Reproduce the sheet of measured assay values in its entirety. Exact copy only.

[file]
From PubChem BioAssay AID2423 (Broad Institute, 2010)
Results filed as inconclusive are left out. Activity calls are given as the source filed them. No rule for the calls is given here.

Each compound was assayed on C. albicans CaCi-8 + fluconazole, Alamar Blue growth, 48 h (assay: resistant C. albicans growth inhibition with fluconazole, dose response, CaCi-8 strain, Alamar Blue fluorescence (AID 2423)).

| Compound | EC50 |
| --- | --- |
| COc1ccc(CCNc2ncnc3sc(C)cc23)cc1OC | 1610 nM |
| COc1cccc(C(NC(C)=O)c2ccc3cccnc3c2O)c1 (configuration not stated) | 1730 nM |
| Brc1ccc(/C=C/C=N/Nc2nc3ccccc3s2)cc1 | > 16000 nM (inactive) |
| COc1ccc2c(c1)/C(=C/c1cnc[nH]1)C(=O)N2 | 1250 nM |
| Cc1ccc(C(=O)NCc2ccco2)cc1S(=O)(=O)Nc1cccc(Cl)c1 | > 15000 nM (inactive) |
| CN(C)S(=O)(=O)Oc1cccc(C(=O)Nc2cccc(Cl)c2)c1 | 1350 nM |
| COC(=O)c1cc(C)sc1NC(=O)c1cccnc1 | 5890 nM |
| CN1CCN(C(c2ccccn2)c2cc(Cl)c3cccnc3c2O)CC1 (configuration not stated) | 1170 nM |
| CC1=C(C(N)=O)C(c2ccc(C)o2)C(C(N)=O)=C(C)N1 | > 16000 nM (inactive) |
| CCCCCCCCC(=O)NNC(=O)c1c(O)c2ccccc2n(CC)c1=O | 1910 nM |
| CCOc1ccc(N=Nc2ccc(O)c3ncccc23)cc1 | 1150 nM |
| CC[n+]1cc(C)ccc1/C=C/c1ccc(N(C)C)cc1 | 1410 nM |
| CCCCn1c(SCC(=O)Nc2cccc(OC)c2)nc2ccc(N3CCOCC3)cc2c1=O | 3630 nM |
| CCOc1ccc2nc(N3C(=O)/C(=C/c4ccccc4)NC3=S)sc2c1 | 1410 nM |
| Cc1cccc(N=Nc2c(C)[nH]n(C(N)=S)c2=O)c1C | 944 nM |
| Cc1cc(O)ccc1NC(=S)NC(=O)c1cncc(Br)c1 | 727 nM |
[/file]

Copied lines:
From PubChem BioAssay AID2423 (Broad Institute, 2010)
Results filed as inconclusive are left out. Activity calls are given as the source filed them. No rule for the calls is given here.

Each compound was assayed on C. albicans CaCi-8 + fluconazole, Alamar Blue growth, 48 h (assay: resistant C. albicans growth inhibition with fluconazole, dose response, CaCi-8 strain, Alamar Blue fluorescence (AID 2423)).

| Compound | EC50 |
| --- | --- |
| COc1ccc(CCNc2ncnc3sc(C)cc23)cc1OC | 1610 nM |
| COc1cccc(C(NC(C)=O)c2ccc3cccnc3c2O)c1 (configuration not stated) | 1730 nM |
| Brc1ccc(/C=C/C=N/Nc2nc3ccccc3s2)cc1 | > 16000 nM (inactive) |
| COc1ccc2c(c1)/C(=C/c1cnc[nH]1)C(=O)N2 | 1250 nM |
| Cc1ccc(C(=O)NCc2ccco2)cc1S(=O)(=O)Nc1cccc(Cl)c1 | > 15000 nM (inactive) |
| CN(C)S(=O)(=O)Oc1cccc(C(=O)Nc2cccc(Cl)c2)c1 | 1350 nM |
| COC(=O)c1cc(C)sc1NC(=O)c1cccnc1 | 5890 nM |
| CN1CCN(C(c2ccccn2)c2cc(Cl)c3cccnc3c2O)CC1 (configuration not stated) | 1170 nM |
| CC1=C(C(N)=O)C(c2ccc(C)o2)C(C(N)=O)=C(C)N1 | > 16000 nM (inactive) |
| CCCCCCCCC(=O)NNC(=O)c1c(O)c2ccccc2n(CC)c1=O | 1910 nM |
| CCOc1ccc(N=Nc2ccc(O)c3ncccc23)cc1 | 1150 nM |
| CC[n+]1cc(C)ccc1/C=C/c1ccc(N(C)C)cc1 | 1410 nM |
| CCCCn1c(SCC(=O)Nc2cccc(OC)c2)nc2ccc(N3CCOCC3)cc2c1=O | 3630 nM |
| CCOc1ccc2nc(N3C(=O)/C(=C/c4ccccc4)NC3=S)sc2c1 | 1410 nM |
| Cc1cccc(N=Nc2c(C)[nH]n(C(N)=S)c2=O)c1C | 944 nM |
| Cc1cc(O)ccc1NC(=S)NC(=O)c1cncc(Br)c1 | 727 nM |